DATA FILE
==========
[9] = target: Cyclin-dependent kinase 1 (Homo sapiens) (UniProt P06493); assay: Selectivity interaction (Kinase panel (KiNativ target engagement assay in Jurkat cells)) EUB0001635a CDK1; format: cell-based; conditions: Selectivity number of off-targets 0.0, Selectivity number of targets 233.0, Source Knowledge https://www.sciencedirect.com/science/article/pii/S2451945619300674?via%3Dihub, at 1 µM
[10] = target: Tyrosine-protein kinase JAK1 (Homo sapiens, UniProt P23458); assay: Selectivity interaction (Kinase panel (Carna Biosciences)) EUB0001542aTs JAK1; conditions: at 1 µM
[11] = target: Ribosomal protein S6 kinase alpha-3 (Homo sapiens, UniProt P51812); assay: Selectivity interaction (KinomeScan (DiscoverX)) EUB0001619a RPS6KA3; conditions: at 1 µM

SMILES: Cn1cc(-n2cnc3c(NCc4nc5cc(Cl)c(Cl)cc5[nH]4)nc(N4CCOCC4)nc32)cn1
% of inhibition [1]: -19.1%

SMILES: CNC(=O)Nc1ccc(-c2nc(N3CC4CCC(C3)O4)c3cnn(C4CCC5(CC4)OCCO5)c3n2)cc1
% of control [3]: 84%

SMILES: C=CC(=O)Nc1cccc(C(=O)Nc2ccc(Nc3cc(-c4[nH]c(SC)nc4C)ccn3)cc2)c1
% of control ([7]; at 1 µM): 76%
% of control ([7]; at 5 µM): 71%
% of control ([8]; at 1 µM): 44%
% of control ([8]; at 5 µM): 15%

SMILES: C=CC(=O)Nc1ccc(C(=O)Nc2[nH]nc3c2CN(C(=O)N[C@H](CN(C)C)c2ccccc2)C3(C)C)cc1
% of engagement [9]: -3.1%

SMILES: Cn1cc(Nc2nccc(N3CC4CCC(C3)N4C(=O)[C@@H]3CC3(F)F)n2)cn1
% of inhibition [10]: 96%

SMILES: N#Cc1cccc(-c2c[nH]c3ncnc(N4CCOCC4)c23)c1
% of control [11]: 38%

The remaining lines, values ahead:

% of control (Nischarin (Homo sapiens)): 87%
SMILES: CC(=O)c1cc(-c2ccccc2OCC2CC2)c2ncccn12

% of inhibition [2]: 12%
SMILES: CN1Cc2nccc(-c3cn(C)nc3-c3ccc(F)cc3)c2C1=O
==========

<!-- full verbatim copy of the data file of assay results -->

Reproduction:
[9] = target: Cyclin-dependent kinase 1 (Homo sapiens) (UniProt P06493); assay: Selectivity interaction (Kinase panel (KiNativ target engagement assay in Jurkat cells)) EUB0001635a CDK1; format: cell-based; conditions: Selectivity number of off-targets 0.0, Selectivity number of targets 233.0, Source Knowledge https://www.sciencedirect.com/science/article/pii/S2451945619300674?via%3Dihub, at 1 µM
[10] = target: Tyrosine-protein kinase JAK1 (Homo sapiens, UniProt P23458); assay: Selectivity interaction (Kinase panel (Carna Biosciences)) EUB0001542aTs JAK1; conditions: at 1 µM
[11] = target: Ribosomal protein S6 kinase alpha-3 (Homo sapiens, UniProt P51812); assay: Selectivity interaction (KinomeScan (DiscoverX)) EUB0001619a RPS6KA3; conditions: at 1 µM

SMILES: Cn1cc(-n2cnc3c(NCc4nc5cc(Cl)c(Cl)cc5[nH]4)nc(N4CCOCC4)nc32)cn1
% of inhibition [1]: -19.1%

SMILES: CNC(=O)Nc1ccc(-c2nc(N3CC4CCC(C3)O4)c3cnn(C4CCC5(CC4)OCCO5)c3n2)cc1
% of control [3]: 84%

SMILES: C=CC(=O)Nc1cccc(C(=O)Nc2ccc(Nc3cc(-c4[nH]c(SC)nc4C)ccn3)cc2)c1
% of control ([7]; at 1 µM): 76%
% of control ([7]; at 5 µM): 71%
% of control ([8]; at 1 µM): 44%
% of control ([8]; at 5 µM): 15%

SMILES: C=CC(=O)Nc1ccc(C(=O)Nc2[nH]nc3c2CN(C(=O)N[C@H](CN(C)C)c2ccccc2)C3(C)C)cc1
% of engagement [9]: -3.1%

SMILES: Cn1cc(Nc2nccc(N3CC4CCC(C3)N4C(=O)[C@@H]3CC3(F)F)n2)cn1
% of inhibition [10]: 96%

SMILES: N#Cc1cccc(-c2c[nH]c3ncnc(N4CCOCC4)c23)c1
% of control [11]: 38%

The remaining lines, values ahead:

% of control (Nischarin (Homo sapiens)): 87%
SMILES: CC(=O)c1cc(-c2ccccc2OCC2CC2)c2ncccn12

% of inhibition [2]: 12%
SMILES: CN1Cc2nccc(-c3cn(C)nc3-c3ccc(F)cc3)c2C1=O